The Department of History is proud to announce that history major Matthew Garren won our new prize for the best senior seminar paper, writing “The Other Constitution: In re Gault and the Rehabilitative Ideal” for Dr. Kriste Lindenmeyer’s Fall 2012 class.

From Matt: “In 1967, the Supreme Court heard In re Gault, a case that called for the bestowal of Fourteenth Amendment due process rights to juveniles within the juvenile court system. The Court ruled in favor of domesticating the Fourteenth Amendment within the juvenile justice system, thus committing to a dramatic legal overhaul of the Progressive-era institution. Despite the case’s constitutional question, however, a significant portion of Gault was argued and decided upon not in relation to its constitutionality, but whether or not due process rights could sustain the rehabilitative ideal. This ideal, articulated by the Progressive founders of the juvenile court system, held that children were distinct from adults and should be given the opportunity for reform and rehabilitation as opposed to punishment. The bilateral support for this ideal in Gault thus showed this case to be at once the most substantial alteration of the Progressive-era system in its history while also a significant reaffirmation of Progressive ideals.”

We are also proud of history major Nicholas Prehn, who won the department prize for the best paper in our core course Perspectives on History in Fall 2012. Nick’s “Guatemala, the United States, and Communism” for Dr. Lorrin Thomas “examines the United States’ assessment of the alleged threat of Guatemalan communism around the period of the CIA-orchestrated coup of 1954. Due to such factors as the absence of any ties with the Soviet Communist Party and the largely benign goals of the Arbenz administration, Guatemala did not pose any significant threat to the United States in the 1950s. Key to my argument is the historical context of the nation of Guatemala: Its history of ruthless dictators illustrates why communism was attractive to both government officials and common citizens by the early 20th century. I support all of these ideas with both primary and secondary sources, all of which offer unique perspectives on the Guatemalan government, the CIA, and the United States.”

Chris Maisano, a history alum, is a contributing editor of Jacobin, “a magazine of culture and polemic.” Check it out here: And take a look at The New York Times‘ January 21, 2013 article on Jacobin called “A Young Publisher Takes Marx Into the Mainstream.”

Alumna Rosie Cook featured in New York Times article

Alumna Rosie Cook, who wrote her capstone paper for our graduate program on children’s Chemistry Sets and who is working on a chemistry set exhibit at Philadelphia’s Chemical Heritage Foundation is featured in a Christmas-Day article in the New York Times.

By Phi Alpha Theta member and history major Melissa McHugh from

Rutgers-Camden is more than a collection of buildings and a degree to me. By the time I graduate next spring, I will have traveled to Paris, London, and the south of France; learned to speak French and German, studied with a MacArthur Fellow, and been published in an academic journal.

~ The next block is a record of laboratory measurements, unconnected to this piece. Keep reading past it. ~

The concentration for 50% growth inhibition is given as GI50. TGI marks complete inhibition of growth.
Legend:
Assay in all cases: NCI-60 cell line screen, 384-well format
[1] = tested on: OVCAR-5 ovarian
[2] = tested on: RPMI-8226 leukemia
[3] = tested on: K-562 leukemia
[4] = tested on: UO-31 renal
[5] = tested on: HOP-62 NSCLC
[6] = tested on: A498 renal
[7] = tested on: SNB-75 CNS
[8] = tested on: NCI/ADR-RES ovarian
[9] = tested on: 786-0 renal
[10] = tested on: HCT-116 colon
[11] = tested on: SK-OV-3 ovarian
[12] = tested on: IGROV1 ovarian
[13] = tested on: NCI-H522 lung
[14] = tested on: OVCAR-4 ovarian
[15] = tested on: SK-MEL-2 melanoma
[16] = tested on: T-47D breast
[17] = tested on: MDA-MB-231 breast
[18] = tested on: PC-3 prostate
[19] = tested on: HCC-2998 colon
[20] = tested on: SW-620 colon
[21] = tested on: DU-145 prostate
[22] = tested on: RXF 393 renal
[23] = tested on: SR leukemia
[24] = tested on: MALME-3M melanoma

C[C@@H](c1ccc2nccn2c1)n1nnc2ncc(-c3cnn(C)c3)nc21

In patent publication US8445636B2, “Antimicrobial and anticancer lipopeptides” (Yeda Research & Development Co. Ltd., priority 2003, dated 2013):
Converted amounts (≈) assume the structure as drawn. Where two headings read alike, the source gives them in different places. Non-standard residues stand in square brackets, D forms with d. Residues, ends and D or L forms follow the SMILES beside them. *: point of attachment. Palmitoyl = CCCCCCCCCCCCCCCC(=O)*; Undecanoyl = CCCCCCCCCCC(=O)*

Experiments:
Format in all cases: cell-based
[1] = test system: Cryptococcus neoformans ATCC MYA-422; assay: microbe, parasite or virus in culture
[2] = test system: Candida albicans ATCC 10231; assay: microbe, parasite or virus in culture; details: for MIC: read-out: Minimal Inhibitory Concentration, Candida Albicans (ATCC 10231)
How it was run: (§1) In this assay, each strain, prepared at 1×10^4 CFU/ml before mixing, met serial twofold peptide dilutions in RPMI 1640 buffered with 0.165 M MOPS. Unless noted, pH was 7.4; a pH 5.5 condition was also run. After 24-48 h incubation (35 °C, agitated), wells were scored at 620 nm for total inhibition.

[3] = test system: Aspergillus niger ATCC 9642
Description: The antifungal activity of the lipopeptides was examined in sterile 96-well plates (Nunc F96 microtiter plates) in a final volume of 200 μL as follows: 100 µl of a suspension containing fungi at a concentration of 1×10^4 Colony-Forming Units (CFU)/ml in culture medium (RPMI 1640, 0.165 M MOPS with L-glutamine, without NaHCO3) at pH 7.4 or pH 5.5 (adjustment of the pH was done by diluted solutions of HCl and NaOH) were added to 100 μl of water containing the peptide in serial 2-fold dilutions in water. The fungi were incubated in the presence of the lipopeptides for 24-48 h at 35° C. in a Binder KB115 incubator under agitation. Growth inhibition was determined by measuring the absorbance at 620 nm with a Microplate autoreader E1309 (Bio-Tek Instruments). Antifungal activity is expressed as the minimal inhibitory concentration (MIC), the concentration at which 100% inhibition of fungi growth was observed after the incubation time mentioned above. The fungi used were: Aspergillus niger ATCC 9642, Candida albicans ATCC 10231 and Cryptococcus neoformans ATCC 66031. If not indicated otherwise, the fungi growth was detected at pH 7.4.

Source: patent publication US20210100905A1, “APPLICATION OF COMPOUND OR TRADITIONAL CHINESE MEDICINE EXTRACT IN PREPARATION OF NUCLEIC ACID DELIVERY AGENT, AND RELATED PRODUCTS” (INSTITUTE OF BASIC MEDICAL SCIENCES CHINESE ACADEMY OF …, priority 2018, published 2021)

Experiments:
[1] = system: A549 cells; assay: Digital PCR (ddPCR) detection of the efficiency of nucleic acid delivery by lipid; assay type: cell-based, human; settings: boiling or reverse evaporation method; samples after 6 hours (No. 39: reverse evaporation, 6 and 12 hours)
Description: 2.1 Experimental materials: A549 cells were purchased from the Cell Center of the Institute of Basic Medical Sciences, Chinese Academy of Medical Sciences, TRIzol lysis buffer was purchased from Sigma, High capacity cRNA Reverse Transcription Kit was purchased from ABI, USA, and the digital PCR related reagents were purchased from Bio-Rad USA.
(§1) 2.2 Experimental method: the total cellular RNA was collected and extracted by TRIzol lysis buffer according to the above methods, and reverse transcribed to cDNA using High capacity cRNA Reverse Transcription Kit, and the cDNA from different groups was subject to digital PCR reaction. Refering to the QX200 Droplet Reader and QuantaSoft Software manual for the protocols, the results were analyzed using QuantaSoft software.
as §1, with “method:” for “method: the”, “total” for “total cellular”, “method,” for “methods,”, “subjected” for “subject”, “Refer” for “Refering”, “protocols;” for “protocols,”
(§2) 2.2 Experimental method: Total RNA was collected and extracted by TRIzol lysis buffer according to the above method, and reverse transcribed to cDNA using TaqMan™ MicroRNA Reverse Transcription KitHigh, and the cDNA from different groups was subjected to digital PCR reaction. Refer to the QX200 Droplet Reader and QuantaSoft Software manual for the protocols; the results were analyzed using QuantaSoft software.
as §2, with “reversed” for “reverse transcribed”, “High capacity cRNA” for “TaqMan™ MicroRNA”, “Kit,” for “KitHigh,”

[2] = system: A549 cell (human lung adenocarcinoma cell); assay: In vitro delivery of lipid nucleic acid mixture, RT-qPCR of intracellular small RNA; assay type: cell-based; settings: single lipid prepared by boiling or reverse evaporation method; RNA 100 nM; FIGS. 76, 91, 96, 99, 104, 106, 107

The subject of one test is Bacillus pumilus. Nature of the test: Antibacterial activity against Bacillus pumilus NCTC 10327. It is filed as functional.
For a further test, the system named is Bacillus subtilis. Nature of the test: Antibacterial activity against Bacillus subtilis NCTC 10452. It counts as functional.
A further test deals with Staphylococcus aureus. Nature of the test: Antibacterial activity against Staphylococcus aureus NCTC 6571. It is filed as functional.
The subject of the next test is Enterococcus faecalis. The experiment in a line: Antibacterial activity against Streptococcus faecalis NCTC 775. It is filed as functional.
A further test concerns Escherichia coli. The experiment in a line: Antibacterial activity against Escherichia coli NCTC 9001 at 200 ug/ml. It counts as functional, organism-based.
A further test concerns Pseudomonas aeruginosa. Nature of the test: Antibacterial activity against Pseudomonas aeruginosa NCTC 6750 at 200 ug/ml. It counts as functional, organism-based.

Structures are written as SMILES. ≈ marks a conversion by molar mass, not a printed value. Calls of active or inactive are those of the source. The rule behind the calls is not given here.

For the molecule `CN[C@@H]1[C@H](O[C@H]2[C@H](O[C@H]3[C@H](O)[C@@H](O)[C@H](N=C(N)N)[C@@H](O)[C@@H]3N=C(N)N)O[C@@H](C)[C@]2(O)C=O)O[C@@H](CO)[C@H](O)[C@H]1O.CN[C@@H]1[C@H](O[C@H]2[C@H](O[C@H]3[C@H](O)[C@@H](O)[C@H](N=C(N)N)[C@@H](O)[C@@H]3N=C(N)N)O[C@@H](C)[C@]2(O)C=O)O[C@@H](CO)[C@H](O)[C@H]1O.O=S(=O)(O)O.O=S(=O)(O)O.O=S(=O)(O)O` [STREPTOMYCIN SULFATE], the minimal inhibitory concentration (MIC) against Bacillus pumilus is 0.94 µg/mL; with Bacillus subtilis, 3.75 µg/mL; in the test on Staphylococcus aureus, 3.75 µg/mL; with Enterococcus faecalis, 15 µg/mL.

The Rutgers faculty has always pushed me beyond the limits of what I thought I could achieve in my studies, believing that I was capable of more. At Rutgers-Camden, there is always something new to learn, another wonderful faculty member to meet, but never enough time to do it all. I chose to extend my time here an extra year in order to finish a second bachelor’s degree in French, and it gave me an opportunity to learn even more from the faculty in the foreign language and history departments who have made me a better student as well as an aspiring historian.

I want to graduate as a Rutgers student and I want to be a Rutgers alumni. I want to drive down Cooper Street in five or ten years and see Rutgers’ flags flying high, proudly continuing to serve the students of South Jersey.

By graduate student, Phi Alpha Beta, and Phi Beta Kappa member Brian Haughwout from

I was always a strong student, until health problems in my early twenties forced me to leave college early. When I tried to return in my late twenties, other schools didn’t want to gamble on me, but Rutgers-Camden took the bet.

Although I felt odd as an undergraduate at my age, the history department here embraced me and helped me find my place. With their help, I got back to where I was supposed to be, graduating magna cum laude and starting graduate work before I even completed my bachelor’s degree.

Five years ago, I thought I could never succeed. Now I’m finishing a master’s degree in public history and working toward a doctorate, all while also presenting at history conferences and working at the Battleship New Jersey right here in Camden. None of this would be possible without the guidance of the faculty here at Rutgers-Camden. Five years ago, I thought I had to kiss my dreams goodbye, but instead I’m now rising in my field and making a name for myself.

Along the way, the Rutgers brand gets me an audience while my experiences at Rutgers-Camden help me to share what I’ve learned with others in my field and in my new community.